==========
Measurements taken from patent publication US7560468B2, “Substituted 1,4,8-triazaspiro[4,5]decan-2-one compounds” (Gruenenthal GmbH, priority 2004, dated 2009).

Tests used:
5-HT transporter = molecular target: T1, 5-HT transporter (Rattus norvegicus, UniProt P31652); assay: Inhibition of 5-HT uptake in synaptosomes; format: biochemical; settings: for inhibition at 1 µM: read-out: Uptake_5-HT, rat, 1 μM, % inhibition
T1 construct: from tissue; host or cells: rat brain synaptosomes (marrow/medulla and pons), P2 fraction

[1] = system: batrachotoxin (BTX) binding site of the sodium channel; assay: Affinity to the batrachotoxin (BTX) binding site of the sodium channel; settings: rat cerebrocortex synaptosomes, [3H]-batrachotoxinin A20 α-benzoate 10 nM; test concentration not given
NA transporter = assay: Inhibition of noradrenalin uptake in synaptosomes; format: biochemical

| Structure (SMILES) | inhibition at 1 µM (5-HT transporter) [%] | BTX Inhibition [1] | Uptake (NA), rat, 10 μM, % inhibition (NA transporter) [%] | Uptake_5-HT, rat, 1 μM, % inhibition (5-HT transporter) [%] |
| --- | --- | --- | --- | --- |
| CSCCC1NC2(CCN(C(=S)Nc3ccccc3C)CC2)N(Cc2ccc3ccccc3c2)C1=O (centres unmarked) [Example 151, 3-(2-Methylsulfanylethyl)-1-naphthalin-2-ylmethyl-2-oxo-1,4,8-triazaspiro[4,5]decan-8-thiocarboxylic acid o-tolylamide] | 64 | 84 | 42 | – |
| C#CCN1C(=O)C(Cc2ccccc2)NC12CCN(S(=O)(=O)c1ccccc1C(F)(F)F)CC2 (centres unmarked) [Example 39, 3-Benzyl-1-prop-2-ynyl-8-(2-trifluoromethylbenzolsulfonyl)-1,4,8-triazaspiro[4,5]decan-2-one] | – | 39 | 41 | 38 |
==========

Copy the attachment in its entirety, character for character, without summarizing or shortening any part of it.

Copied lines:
Measurements taken from patent publication US7560468B2, “Substituted 1,4,8-triazaspiro[4,5]decan-2-one compounds” (Gruenenthal GmbH, priority 2004, dated 2009).

Tests used:
5-HT transporter = molecular target: T1, 5-HT transporter (Rattus norvegicus, UniProt P31652); assay: Inhibition of 5-HT uptake in synaptosomes; format: biochemical; settings: for inhibition at 1 µM: read-out: Uptake_5-HT, rat, 1 μM, % inhibition
T1 construct: from tissue; host or cells: rat brain synaptosomes (marrow/medulla and pons), P2 fraction

[1] = system: batrachotoxin (BTX) binding site of the sodium channel; assay: Affinity to the batrachotoxin (BTX) binding site of the sodium channel; settings: rat cerebrocortex synaptosomes, [3H]-batrachotoxinin A20 α-benzoate 10 nM; test concentration not given
NA transporter = assay: Inhibition of noradrenalin uptake in synaptosomes; format: biochemical

| Structure (SMILES) | inhibition at 1 µM (5-HT transporter) [%] | BTX Inhibition [1] | Uptake (NA), rat, 10 μM, % inhibition (NA transporter) [%] | Uptake_5-HT, rat, 1 μM, % inhibition (5-HT transporter) [%] |
| --- | --- | --- | --- | --- |
| CSCCC1NC2(CCN(C(=S)Nc3ccccc3C)CC2)N(Cc2ccc3ccccc3c2)C1=O (centres unmarked) [Example 151, 3-(2-Methylsulfanylethyl)-1-naphthalin-2-ylmethyl-2-oxo-1,4,8-triazaspiro[4,5]decan-8-thiocarboxylic acid o-tolylamide] | 64 | 84 | 42 | – |
| C#CCN1C(=O)C(Cc2ccccc2)NC12CCN(S(=O)(=O)c1ccccc1C(F)(F)F)CC2 (centres unmarked) [Example 39, 3-Benzyl-1-prop-2-ynyl-8-(2-trifluoromethylbenzolsulfonyl)-1,4,8-triazaspiro[4,5]decan-2-one] | – | 39 | 41 | 38 |